By BlipCommunity

Exploring The Limits of Photography

When you visit Markus Hediger’s journal (Tradutor) you are struck by a cornucopia of images, which, taken together, make a perfect mosaic of ordinary Brazilian life.

Markus describes himself as follows: “When I was born 48 years ago, I had such a big head that the midwife predicted I would be a butcher or a pope. She was totally wrong about the first. I never managed to kill anything bigger than an insect. The papacy was never an option, as I was born into a protestant family. But as the son of Swiss missionaries I always had a strong interest in religion and spirituality. My parents' ministry in Brazil had a profound impact on who I am. Their work among the poor, their love and selfless sacrifices for the people they worked with shaped my views and priorities. The privilege I had growing up in Brazil as a kid from Europe opened my eyes and my heart to the fact that I can't take anything for granted. Every second I have, every person I meet is a gift. Life has spoiled me with love and beauty and has taught me to give back lavishly.”
Markus did go back to Switzerland after finishing high school in Brazil. He studied literature and theology in Zurich and spent a couple of years working in Swiss banks and insurance companies. But when he met his Brazilian wife - in Switzerland! - and his daughter was born, the family decided to return to Brazil. That was in 2007. Since then, he’s been working as a translator - hence his journal's name: "Tradutor."
The journey to Blipfoto
Markus says that his father was an excellent photographer. He introduced him to the basics of photography when Markus was still a child, and Markus bought his first Minolta with his own hard earned money when he was 14 years old. He photographed a lot during his teens, but stopped after his move to Switzerland: “Work, worries, and responsibilities of adult life got into the things I loved, I guess. It was only a year ago, when I tried to rediscover myself, that I remembered my passion for photography.”
A few years back, Markus had read an article in a magazine about Blipfoto. For some reason he’s not sure he understands, he remembered that article after he bought his Nikon. He went online and signed up.
When he started blipping, he was convinced that he lived in a very ugly town and couldn't see anything aesthetically appealing in it. “Then,” he says, “fellow blippers reminded me that beauty lies in the eye of the beholder, and I decided to take this literally. I set out to discover the hidden beauties of my little world. This challenge kept me going, and before I knew it, I had reached my 100th blip - and was hooked!”
Since then, the community is what keeps him in Blipfoto: “There's nothing like it in the whole world wide web. It’s like a big atelier with lots of artists. Their doors are always open and you can drop in anytime you want, have a chat, look at their work and learn from them. Many have inspired me to try something new, to explore specific aspects of photography, to insist and dig deeper.”
Exploring vs choosing a theme
Markus says there’s no specific theme he pursues in his main journal. “I photograph everything that catches my attention. If there is an aspect common to what I do here, it is exploring the limits of photography, venturing into new areas, trying new techniques, leaving my comfort zone.” He adds that he’s still trying to find and develop his own style. Central to most of his blips is that he tries to explain and share the steps he’s taking. In fact, for a few months, Markus was the host of a weekly ‘experimental photography’ challenge. “If I can inspire one or two blippers to try something new,” he states, “what more can I wish for?”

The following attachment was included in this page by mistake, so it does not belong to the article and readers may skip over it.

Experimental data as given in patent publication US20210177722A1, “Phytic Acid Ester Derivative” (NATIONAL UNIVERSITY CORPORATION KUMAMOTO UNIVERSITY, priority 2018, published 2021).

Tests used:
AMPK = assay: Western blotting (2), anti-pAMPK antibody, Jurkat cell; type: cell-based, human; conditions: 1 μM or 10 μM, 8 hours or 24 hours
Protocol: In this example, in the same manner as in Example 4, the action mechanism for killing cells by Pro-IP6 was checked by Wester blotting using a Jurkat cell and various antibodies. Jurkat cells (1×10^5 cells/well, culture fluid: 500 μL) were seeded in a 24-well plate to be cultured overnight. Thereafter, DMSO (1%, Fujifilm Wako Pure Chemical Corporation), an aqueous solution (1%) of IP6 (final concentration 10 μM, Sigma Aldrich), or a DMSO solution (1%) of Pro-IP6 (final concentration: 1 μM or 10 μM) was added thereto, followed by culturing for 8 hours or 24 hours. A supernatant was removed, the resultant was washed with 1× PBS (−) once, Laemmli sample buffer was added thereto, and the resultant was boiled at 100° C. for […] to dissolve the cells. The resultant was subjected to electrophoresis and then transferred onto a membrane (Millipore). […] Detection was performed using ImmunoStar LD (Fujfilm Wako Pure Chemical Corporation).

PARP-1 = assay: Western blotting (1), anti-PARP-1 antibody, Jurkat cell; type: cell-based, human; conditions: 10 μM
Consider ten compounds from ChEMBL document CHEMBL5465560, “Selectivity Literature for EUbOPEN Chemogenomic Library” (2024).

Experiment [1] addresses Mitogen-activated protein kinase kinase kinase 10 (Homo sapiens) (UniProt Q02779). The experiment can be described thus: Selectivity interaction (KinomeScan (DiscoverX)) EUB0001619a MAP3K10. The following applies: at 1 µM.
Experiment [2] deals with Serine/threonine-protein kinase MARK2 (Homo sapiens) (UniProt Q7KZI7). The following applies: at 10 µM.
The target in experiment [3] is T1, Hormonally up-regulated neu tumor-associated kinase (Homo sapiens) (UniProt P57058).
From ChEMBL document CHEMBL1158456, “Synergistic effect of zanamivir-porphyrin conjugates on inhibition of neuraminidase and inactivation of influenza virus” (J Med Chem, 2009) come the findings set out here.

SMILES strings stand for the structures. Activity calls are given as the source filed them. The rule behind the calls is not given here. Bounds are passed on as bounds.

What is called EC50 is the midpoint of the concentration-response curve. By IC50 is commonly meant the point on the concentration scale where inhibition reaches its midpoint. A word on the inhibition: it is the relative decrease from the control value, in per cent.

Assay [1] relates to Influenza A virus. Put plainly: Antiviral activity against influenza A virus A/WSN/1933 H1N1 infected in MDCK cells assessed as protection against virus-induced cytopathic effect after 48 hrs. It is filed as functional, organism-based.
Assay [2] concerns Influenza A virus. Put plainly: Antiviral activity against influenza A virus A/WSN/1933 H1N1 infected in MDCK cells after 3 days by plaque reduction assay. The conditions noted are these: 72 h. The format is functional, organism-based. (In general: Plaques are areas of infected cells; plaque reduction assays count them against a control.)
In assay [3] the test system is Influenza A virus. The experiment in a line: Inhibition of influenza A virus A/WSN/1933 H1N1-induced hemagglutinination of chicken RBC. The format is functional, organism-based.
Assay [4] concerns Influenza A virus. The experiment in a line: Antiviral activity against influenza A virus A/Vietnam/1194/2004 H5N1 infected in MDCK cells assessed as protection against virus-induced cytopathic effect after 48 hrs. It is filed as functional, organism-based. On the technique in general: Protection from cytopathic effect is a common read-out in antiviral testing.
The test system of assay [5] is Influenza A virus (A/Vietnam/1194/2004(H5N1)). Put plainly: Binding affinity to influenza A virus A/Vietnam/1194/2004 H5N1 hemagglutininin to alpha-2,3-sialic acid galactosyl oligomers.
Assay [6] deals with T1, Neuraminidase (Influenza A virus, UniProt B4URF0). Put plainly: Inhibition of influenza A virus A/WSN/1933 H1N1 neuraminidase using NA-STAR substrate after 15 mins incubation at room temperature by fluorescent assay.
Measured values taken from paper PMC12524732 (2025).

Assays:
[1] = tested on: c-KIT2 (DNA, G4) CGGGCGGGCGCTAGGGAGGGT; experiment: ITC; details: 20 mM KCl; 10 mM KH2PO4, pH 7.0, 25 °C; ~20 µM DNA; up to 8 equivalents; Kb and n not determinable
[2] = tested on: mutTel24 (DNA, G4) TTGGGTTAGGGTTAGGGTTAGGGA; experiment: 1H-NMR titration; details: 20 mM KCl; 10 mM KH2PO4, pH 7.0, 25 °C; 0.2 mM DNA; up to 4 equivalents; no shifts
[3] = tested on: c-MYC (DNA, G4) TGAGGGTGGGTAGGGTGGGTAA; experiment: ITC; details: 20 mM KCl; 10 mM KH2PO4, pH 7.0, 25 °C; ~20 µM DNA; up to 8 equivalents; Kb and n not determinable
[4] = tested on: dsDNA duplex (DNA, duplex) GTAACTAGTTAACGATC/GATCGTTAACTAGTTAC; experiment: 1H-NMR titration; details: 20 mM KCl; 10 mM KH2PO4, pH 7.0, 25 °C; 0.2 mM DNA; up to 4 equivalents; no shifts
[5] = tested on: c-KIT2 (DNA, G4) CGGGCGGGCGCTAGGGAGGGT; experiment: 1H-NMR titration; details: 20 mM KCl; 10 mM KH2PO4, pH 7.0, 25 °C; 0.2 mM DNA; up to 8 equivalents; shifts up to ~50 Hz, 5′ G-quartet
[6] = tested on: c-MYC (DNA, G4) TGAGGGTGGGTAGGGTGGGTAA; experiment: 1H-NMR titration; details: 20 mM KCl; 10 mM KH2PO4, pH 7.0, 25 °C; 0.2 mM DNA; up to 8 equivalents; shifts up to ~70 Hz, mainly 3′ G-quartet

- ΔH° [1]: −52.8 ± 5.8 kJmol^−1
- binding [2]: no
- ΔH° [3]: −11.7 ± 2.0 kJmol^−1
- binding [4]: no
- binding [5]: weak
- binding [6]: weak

His second journal (leftovers) is different. Every month, he chooses a new theme for himself -- phone booths, clotheslines, the front of houses, etc. – that he wants to explore. “This,” he says “helps me to train my eye on something I normally ignore and to depict the place I live in from that perspective. It's a completely different approach to photography than the one I chose for my main journal.” 
Markus’ preferred subjects are people. He says he loves portraits and photographing people in all their beauty and vulnerability. The main challenge here, according to him, is that Brazilians aren't used to somebody running around with a camera and pointing it at them. Many are suspicious of his intentions. "Why do you want to take my picture? What are you going to do with it?" are frequent questions he’s confronted with and he spends a lot of time talking and explaining. And very often he gets a "No!" as an answer, and, he says, he just has to accept that.
Another challenge is safety: a camera looks expensive and automatically attracts the attention of people. Robbery can be an issue so he’s careful about where he takes his camera.
Before taking his bow, here’s what Markus wants to tell blippers: “Use your camera as a tool to get to know yourself better. Photography is a spiritual journey. Since taking up photography again, I have discovered amazing things about myself and the world in which I live. It’s helped me to reconnect with that curious, big-headed child that I used to be. And every discovery affects the way I photograph. To sum it up: Be curious, challenge yourself, leave your comfort zone, and learn to recognize yourself when you look through your viewfinder.”
Cover Photo: Markus Hediger
Remarks collected by Michele (aka Alsacienne)

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